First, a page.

Stages of Melanoma

Once someone has been diagnosed with melanoma, doctors will try to figure out if it has spread, and if so, how far. This process is called staging. The stage of cancer describes how much cancer is in the body. It helps determine how serious the cancer is and the best way to treat it.

The earliest stage melanomas are stage 0 (melanoma in situ), and then range from stages I through IV. Some stages are split further, using capital letters (A, B, etc.). As a rule, the lower the number, the less cancer has spread. A higher number, such as stage IV, means cancer has spread more. And within a stage, an earlier letter means a lower stage. Although each person's cancer experience is unique, cancers with similar stages tend to have a similar outlook and are often treated in a similar fashion.

How is the melanoma stage determined?

The staging system most often used for melanoma is the American Joint Committee on Cancer (AJCC) TNM system, which is based on 3 key pieces of information:

  • T (tumor): Describes the tumor's thickness, or how deep it has grown into the skin. The thickness of the melanoma, also known as the Breslow measurement, is an important factor in predicting whether or not a tumor has spread. The thicker the melanoma, the greater the chance of it spreading. The rate at which the tumor cells are dividing (also known as the mitotic rate), and the presence or absence of ulceration (an open, bleeding sore) are also considered in determining the T category.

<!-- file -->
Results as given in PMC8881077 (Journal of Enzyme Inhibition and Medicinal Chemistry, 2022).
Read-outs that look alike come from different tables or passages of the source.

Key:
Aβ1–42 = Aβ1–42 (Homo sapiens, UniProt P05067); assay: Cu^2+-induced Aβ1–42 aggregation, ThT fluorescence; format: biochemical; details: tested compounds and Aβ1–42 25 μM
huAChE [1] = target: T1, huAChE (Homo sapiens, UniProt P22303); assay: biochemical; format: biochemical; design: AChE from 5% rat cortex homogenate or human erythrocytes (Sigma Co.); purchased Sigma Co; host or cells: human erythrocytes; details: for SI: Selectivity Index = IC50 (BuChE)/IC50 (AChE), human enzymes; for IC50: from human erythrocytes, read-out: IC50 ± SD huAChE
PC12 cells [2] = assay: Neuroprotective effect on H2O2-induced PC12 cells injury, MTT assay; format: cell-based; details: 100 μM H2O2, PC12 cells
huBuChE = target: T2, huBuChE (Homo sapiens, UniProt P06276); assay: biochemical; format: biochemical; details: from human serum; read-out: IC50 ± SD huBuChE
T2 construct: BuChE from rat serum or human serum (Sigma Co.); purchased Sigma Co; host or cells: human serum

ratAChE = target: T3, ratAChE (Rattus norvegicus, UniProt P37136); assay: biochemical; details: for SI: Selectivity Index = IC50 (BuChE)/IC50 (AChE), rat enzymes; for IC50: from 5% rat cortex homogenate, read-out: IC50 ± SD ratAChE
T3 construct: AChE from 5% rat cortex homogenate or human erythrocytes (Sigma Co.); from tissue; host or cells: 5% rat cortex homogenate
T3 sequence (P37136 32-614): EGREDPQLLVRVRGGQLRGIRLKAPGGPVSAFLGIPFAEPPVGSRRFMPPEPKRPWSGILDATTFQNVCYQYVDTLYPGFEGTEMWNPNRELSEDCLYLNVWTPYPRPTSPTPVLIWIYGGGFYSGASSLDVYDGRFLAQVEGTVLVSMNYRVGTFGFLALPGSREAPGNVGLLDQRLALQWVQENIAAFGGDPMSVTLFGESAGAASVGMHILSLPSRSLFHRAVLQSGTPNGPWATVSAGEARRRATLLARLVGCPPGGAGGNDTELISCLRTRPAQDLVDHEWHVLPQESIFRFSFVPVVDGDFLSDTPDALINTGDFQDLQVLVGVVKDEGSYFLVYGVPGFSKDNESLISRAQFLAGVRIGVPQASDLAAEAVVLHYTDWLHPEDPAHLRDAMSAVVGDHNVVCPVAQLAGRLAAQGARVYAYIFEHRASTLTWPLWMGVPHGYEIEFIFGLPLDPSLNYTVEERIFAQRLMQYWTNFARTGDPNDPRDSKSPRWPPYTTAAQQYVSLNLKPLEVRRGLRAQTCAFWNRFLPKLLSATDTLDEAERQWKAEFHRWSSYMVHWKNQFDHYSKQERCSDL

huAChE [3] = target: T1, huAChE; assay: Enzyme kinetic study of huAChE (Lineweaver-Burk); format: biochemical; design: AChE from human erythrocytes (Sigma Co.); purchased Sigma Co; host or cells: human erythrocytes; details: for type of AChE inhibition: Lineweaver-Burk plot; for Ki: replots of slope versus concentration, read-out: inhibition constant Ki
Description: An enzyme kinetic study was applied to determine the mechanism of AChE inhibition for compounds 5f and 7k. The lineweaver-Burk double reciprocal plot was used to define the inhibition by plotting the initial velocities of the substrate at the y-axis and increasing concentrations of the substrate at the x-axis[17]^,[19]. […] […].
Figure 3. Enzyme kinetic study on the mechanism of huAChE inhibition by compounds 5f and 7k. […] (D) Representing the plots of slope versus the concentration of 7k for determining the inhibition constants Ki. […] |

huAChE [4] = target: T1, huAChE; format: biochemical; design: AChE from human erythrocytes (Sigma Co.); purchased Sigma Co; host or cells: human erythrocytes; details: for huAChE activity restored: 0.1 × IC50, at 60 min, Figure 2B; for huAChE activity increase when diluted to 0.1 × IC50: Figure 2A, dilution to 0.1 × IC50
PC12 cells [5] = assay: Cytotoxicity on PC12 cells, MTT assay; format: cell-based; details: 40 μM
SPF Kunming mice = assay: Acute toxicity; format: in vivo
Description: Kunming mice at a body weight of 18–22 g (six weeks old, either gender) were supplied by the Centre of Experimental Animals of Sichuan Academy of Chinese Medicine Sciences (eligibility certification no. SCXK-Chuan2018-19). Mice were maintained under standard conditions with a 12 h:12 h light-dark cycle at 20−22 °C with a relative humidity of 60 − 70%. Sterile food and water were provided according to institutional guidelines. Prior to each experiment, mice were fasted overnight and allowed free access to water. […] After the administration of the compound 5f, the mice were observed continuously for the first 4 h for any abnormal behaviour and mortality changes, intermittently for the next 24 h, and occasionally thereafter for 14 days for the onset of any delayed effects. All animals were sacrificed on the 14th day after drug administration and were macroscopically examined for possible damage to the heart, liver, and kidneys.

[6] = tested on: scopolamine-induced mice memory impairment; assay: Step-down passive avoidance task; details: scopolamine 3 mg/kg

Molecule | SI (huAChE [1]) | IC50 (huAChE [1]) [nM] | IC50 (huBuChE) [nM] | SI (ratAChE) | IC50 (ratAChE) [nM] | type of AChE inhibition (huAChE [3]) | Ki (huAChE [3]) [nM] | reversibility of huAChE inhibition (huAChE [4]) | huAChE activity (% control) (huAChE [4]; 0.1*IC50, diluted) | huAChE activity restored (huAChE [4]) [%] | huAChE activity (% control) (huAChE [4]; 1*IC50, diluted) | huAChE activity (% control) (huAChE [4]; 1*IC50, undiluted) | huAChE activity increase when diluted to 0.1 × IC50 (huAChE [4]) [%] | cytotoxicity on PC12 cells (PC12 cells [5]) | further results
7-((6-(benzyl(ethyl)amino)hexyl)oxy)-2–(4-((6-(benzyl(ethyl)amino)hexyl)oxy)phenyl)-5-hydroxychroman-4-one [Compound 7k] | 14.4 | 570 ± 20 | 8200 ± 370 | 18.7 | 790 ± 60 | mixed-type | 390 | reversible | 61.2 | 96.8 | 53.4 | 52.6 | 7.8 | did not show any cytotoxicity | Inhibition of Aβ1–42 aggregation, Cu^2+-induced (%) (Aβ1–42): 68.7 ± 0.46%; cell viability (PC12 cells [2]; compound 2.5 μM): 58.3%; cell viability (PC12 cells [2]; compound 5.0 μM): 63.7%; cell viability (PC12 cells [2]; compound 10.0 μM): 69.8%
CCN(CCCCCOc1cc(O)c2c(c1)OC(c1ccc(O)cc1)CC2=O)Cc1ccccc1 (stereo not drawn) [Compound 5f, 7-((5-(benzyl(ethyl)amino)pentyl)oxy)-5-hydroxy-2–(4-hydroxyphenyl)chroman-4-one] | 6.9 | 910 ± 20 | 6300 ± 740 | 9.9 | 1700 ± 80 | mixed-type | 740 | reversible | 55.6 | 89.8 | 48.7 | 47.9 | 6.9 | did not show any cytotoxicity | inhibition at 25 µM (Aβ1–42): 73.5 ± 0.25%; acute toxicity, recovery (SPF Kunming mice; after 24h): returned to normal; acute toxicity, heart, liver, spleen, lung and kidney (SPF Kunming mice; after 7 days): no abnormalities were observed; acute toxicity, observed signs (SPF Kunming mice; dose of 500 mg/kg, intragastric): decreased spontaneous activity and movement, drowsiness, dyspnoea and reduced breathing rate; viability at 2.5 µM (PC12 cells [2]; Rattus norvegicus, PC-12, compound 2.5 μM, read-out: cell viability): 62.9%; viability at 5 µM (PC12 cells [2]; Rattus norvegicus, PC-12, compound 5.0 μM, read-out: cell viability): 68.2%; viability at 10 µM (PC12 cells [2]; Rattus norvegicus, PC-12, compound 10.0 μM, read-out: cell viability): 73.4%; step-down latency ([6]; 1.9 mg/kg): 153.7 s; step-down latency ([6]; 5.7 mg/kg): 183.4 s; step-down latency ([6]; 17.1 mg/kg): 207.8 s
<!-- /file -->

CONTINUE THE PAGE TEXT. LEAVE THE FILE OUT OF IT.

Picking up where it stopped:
• N (node): Indicates whether or not the melanoma cancer has spread to nearby lymph nodes, or the channels connecting the lymph nodes.

  • M (metastasis): Refers to whether the melanoma has spread to distant organs, as well as on levels of LDH, a substance in the blood.

Melanoma may be staged before surgery (clinical staging), based on physical exam and imaging results. It can also be staged after surgery (pathologic staging), in which the clinical information will be combined with information gained from biopsies. Because it uses more information, pathologic cancer staging is the most accurate.

The stages of melanoma are:

  • Stage 0: The cancer cells are confined to the epidermis (the top layer of skin) and have not spread. At this stage, the cancer is usually handled by surgery alone.

  • Stage I: The cancer cells have grown deeper into the skin, but have not spread to the lymph nodes or other parts of the body.

  • Stage II: The cancer cells have grown deeper into the skin, or have more high-risk features, but have not spread to the lymph nodes or beyond.

  • Stage III: The cancer cells have spread to nearby lymph nodes, but not to distant organs.

  • Stage IV: Stage IV melanoma (also known as metastatic melanoma) means the cancer cells have spread beyond the skin and regional lymph nodes to distant organs such as the liver, lungs or brain, or distant lymph nodes and areas of the skin. Your evaluation, as well as your medical history and other relevant factors, will be carefully reviewed by your care team to develop a customized melanoma treatment plan for you.